KARACHI: Six more people have died from Covid-19 and 466 others have tested positive for the disease in the past 24 hours in Sindh, with the death toll from coronavirus infection reaching 4,529 in the province.
Chief Minister Syed Murad Ali Shah said in his daily situation report on the health emergency on Saturday that 8,685 samples were tested in the past 24 hours, resulting in 466 people, or 5.4 percent of those screened, diagnosed with Covid-19. .
The provincial government has so far conducted 3,387,386 tests, which resulted in 268,749 positive cases, meaning eight percent of those screened were found to be infected, he added.
Shah said that after the last death, the rate of people diagnosed with losing the fight with Covid-19 was at two percent in Sindh.
He said that 6,570 patients across the province are currently infected: 6,222 in self-isolation at home, 12 in isolation centers and 336 in hospital, while 269 patients are in critical condition, 37 of whom are on life support. He added that 57 more people have recovered over the past 24 hours, raising the number of recovered patients to 257,650, which shows the cure rate to 95.8 percent.
CM said that of the 466 new Sindh cases, 317 (or 68 percent) had been reported in the Karachi Division alone: 228 new city patients were from the East District, 55 from the Southern District, 20 from the Central District, eight from Korangi District, four from Malir District and two from the West District.
As for other districts in the province, Hyderabad has reported 54 new cases, Jamshoro and Shikarpur 10 each, Dadu, Shaheed Benazirabad and Larkana eight each, Ghotki and Naushehroferoze six each, Khairpur, Mirpurkhas, Sukkur and Matiari respectively. – five each, Jacobabad and Kashmore four each, and Badin and Tando Allahyar one each, he added.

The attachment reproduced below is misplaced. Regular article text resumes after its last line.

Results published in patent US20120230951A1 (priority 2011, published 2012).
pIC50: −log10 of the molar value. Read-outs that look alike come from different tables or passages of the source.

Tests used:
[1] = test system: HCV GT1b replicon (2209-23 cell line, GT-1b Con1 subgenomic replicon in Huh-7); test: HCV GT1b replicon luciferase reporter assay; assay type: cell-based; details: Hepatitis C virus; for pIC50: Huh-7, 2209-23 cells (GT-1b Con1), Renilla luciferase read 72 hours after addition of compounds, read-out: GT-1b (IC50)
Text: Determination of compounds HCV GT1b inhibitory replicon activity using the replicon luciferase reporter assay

The chief executive reiterated his appeal to the Sindh people that they must comply with standard operating procedures established by the provincial government.
KARACHI: The Minister of Foreign Affairs, Shah Mahmood Qureshi, has said that Pakistan and India are heading for a positive trajectory of relations after significant developments that began with a letter from the Indian Prime Minister addressing his partners on Pakistan Day, which he responded to today. by PM Imran Khan.
In an interview in Dushanbe, Qureshi said the prime minister, while thanking the Indian prime minister, had reiterated Islamabad’s sincere desire to have peaceful relations with all neighboring countries, including India.
However, this requires the resolution of all the issues circulating between the two countries, including the most important dispute over India’s illegal occupation of Jammu and Kashmir. He said Prime Minister Imran Khan, in a letter to his partners, said, “If India wants peaceful relations with Pakistan, New Delhi must create an atmosphere that is conducive and possible.”
Referring to the radical changes India introduced in the occupied territories on August 5, 2020 which confuse and complicate the whole scenario, Qureshi said today most in India feel these actions have proven counterproductive and have further alienated the Kashmiri people. He said that if India were to consider providing a supportive environment, Prime Minister Imran Khan had even previously expressed readiness to take more steps in that direction. “Islamabad will never shy away from dialogue because we fully believe that the two nuclear neighbors will commit suicide to engage in any confrontation.”